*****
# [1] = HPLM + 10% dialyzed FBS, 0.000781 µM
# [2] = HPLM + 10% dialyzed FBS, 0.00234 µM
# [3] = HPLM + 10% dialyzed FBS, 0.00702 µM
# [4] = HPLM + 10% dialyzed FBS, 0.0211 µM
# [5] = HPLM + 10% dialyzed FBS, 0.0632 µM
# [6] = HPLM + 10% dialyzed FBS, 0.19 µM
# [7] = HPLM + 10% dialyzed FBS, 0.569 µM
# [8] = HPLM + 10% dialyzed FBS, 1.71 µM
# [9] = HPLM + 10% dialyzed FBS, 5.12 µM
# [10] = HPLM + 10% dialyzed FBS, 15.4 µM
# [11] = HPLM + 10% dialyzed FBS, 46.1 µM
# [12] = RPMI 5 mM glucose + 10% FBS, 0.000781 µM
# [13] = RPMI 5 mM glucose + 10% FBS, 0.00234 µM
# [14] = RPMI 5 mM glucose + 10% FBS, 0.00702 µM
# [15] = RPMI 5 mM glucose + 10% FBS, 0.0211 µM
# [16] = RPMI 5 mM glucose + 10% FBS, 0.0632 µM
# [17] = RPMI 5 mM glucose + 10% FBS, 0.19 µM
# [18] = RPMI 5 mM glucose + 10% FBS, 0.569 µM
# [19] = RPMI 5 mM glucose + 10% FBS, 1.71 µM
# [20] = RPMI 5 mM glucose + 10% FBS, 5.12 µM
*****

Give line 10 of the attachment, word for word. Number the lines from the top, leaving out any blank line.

# [10] = HPLM + 10% dialyzed FBS, 15.4 µM